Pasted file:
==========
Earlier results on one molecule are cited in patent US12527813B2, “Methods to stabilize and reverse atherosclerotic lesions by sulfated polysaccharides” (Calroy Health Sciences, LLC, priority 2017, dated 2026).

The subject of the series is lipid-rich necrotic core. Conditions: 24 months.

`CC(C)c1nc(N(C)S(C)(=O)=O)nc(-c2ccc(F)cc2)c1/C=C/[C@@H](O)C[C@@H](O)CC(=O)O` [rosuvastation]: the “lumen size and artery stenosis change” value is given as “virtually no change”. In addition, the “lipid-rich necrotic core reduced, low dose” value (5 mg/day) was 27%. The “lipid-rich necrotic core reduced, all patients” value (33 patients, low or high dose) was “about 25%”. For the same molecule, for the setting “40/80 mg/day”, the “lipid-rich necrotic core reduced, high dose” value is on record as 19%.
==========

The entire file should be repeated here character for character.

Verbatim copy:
Earlier results on one molecule are cited in patent US12527813B2, “Methods to stabilize and reverse atherosclerotic lesions by sulfated polysaccharides” (Calroy Health Sciences, LLC, priority 2017, dated 2026).

The subject of the series is lipid-rich necrotic core. Conditions: 24 months.

`CC(C)c1nc(N(C)S(C)(=O)=O)nc(-c2ccc(F)cc2)c1/C=C/[C@@H](O)C[C@@H](O)CC(=O)O` [rosuvastation]: the “lumen size and artery stenosis change” value is given as “virtually no change”. In addition, the “lipid-rich necrotic core reduced, low dose” value (5 mg/day) was 27%. The “lipid-rich necrotic core reduced, all patients” value (33 patients, low or high dose) was “about 25%”. For the same molecule, for the setting “40/80 mg/day”, the “lipid-rich necrotic core reduced, high dose” value is on record as 19%.